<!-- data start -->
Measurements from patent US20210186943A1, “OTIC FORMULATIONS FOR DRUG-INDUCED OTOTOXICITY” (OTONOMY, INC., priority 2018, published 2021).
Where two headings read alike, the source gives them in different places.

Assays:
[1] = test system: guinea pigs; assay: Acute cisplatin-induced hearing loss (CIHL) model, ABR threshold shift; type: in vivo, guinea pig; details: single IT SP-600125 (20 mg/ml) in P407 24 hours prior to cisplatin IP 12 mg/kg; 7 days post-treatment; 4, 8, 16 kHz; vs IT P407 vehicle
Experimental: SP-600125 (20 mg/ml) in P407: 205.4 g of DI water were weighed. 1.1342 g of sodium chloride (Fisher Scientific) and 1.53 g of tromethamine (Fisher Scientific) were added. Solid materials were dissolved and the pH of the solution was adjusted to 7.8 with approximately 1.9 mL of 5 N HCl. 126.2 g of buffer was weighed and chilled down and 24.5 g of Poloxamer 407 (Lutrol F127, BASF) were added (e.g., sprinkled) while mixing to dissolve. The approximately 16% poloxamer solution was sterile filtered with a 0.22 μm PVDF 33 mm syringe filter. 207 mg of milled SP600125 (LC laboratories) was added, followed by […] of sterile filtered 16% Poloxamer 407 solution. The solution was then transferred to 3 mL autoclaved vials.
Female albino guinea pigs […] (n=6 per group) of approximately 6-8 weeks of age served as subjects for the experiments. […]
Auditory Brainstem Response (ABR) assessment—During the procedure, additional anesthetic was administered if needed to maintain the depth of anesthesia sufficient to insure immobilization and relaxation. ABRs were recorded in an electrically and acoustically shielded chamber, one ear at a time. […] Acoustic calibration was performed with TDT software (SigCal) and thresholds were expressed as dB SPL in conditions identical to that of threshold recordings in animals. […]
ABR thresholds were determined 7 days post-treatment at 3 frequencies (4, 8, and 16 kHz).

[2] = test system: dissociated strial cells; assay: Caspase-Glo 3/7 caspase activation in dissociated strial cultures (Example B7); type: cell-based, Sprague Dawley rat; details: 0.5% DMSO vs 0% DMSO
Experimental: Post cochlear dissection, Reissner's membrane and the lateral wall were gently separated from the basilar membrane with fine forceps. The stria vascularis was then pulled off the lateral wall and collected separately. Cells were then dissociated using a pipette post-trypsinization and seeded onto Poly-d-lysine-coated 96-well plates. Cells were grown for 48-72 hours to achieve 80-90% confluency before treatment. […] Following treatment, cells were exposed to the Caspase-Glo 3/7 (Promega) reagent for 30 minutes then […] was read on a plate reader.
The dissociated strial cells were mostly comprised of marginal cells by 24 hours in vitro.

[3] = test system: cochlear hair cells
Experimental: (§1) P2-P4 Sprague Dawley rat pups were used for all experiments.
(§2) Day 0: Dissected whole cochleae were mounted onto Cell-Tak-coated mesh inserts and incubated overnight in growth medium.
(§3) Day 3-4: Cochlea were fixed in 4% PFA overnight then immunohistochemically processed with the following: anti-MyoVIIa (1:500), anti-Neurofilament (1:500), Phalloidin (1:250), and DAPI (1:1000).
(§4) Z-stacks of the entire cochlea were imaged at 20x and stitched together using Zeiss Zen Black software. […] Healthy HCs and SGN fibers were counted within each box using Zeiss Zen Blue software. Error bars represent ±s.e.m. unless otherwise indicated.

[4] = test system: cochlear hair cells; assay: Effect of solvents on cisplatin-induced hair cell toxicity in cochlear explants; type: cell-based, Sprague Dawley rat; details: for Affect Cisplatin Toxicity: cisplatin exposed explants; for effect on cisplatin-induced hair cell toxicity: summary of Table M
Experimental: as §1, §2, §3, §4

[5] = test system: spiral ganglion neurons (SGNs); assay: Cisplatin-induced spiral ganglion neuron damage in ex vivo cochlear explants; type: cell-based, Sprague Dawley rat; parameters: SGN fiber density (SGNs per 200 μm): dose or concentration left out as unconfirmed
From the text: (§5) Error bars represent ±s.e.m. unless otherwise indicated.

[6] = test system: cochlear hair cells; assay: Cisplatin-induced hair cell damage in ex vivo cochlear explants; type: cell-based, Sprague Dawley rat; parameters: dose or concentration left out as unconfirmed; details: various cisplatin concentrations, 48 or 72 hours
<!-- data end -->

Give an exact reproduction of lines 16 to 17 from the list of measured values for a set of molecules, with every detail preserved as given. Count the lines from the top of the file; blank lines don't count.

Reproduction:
(§4) Z-stacks of the entire cochlea were imaged at 20x and stitched together using Zeiss Zen Black software. […] Healthy HCs and SGN fibers were counted within each box using Zeiss Zen Blue software. Error bars represent ±s.e.m. unless otherwise indicated.

[4] = test system: cochlear hair cells; assay: Effect of solvents on cisplatin-induced hair cell toxicity in cochlear explants; type: cell-based, Sprague Dawley rat; details: for Affect Cisplatin Toxicity: cisplatin exposed explants; for effect on cisplatin-induced hair cell toxicity: summary of Table M